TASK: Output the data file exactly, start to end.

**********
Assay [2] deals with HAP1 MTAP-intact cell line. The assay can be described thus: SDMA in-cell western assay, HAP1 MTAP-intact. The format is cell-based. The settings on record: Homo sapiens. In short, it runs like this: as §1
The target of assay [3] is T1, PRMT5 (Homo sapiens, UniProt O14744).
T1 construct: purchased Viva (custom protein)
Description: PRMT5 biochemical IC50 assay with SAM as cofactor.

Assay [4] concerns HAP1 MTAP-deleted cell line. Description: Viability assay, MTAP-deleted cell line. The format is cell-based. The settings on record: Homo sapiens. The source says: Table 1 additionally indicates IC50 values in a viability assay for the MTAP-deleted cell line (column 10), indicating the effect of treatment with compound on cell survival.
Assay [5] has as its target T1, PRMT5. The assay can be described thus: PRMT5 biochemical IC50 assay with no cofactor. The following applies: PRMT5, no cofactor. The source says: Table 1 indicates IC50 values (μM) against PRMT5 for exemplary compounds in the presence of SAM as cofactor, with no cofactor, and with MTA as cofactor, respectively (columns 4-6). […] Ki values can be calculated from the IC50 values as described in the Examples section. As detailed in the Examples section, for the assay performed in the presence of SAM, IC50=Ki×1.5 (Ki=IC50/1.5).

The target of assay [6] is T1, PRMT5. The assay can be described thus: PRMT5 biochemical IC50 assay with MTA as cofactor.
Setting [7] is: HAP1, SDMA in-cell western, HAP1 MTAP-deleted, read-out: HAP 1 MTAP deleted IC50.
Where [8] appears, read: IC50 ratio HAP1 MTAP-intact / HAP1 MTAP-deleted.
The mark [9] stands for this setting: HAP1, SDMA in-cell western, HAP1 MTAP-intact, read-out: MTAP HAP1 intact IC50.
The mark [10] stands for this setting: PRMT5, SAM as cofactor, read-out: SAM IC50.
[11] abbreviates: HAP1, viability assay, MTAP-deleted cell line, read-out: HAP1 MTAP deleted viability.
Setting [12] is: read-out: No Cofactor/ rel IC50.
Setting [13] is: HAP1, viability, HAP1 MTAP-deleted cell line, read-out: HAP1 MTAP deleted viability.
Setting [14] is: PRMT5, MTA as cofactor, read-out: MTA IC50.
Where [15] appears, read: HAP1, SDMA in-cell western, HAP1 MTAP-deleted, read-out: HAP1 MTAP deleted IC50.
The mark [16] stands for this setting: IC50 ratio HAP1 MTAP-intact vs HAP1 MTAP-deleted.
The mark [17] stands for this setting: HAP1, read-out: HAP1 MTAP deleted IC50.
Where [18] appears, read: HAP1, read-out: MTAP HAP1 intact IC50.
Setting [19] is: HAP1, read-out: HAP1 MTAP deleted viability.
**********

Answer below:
Assay [2] deals with HAP1 MTAP-intact cell line. The assay can be described thus: SDMA in-cell western assay, HAP1 MTAP-intact. The format is cell-based. The settings on record: Homo sapiens. In short, it runs like this: as §1
The target of assay [3] is T1, PRMT5 (Homo sapiens, UniProt O14744).
T1 construct: purchased Viva (custom protein)
Description: PRMT5 biochemical IC50 assay with SAM as cofactor.

Assay [4] concerns HAP1 MTAP-deleted cell line. Description: Viability assay, MTAP-deleted cell line. The format is cell-based. The settings on record: Homo sapiens. The source says: Table 1 additionally indicates IC50 values in a viability assay for the MTAP-deleted cell line (column 10), indicating the effect of treatment with compound on cell survival.
Assay [5] has as its target T1, PRMT5. The assay can be described thus: PRMT5 biochemical IC50 assay with no cofactor. The following applies: PRMT5, no cofactor. The source says: Table 1 indicates IC50 values (μM) against PRMT5 for exemplary compounds in the presence of SAM as cofactor, with no cofactor, and with MTA as cofactor, respectively (columns 4-6). […] Ki values can be calculated from the IC50 values as described in the Examples section. As detailed in the Examples section, for the assay performed in the presence of SAM, IC50=Ki×1.5 (Ki=IC50/1.5).

The target of assay [6] is T1, PRMT5. The assay can be described thus: PRMT5 biochemical IC50 assay with MTA as cofactor.
Setting [7] is: HAP1, SDMA in-cell western, HAP1 MTAP-deleted, read-out: HAP 1 MTAP deleted IC50.
Where [8] appears, read: IC50 ratio HAP1 MTAP-intact / HAP1 MTAP-deleted.
The mark [9] stands for this setting: HAP1, SDMA in-cell western, HAP1 MTAP-intact, read-out: MTAP HAP1 intact IC50.
The mark [10] stands for this setting: PRMT5, SAM as cofactor, read-out: SAM IC50.
[11] abbreviates: HAP1, viability assay, MTAP-deleted cell line, read-out: HAP1 MTAP deleted viability.
Setting [12] is: read-out: No Cofactor/ rel IC50.
Setting [13] is: HAP1, viability, HAP1 MTAP-deleted cell line, read-out: HAP1 MTAP deleted viability.
Setting [14] is: PRMT5, MTA as cofactor, read-out: MTA IC50.
Where [15] appears, read: HAP1, SDMA in-cell western, HAP1 MTAP-deleted, read-out: HAP1 MTAP deleted IC50.
The mark [16] stands for this setting: IC50 ratio HAP1 MTAP-intact vs HAP1 MTAP-deleted.
The mark [17] stands for this setting: HAP1, read-out: HAP1 MTAP deleted IC50.
Where [18] appears, read: HAP1, read-out: MTAP HAP1 intact IC50.
Setting [19] is: HAP1, read-out: HAP1 MTAP deleted viability.